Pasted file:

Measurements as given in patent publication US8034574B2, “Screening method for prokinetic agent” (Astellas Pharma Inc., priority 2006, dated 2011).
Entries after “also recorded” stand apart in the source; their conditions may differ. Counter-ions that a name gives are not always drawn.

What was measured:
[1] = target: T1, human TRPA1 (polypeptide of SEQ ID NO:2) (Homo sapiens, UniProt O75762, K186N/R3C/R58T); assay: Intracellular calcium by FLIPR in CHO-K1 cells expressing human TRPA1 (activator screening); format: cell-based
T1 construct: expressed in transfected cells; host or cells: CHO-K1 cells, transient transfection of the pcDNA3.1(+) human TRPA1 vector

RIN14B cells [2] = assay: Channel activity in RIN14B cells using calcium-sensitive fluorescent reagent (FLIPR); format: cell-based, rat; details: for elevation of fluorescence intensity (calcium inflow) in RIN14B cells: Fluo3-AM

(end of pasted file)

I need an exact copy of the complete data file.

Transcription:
Measurements as given in patent publication US8034574B2, “Screening method for prokinetic agent” (Astellas Pharma Inc., priority 2006, dated 2011).
Entries after “also recorded” stand apart in the source; their conditions may differ. Counter-ions that a name gives are not always drawn.

What was measured:
[1] = target: T1, human TRPA1 (polypeptide of SEQ ID NO:2) (Homo sapiens, UniProt O75762, K186N/R3C/R58T); assay: Intracellular calcium by FLIPR in CHO-K1 cells expressing human TRPA1 (activator screening); format: cell-based
T1 construct: expressed in transfected cells; host or cells: CHO-K1 cells, transient transfection of the pcDNA3.1(+) human TRPA1 vector

RIN14B cells [2] = assay: Channel activity in RIN14B cells using calcium-sensitive fluorescent reagent (FLIPR); format: cell-based, rat; details: for elevation of fluorescence intensity (calcium inflow) in RIN14B cells: Fluo3-AM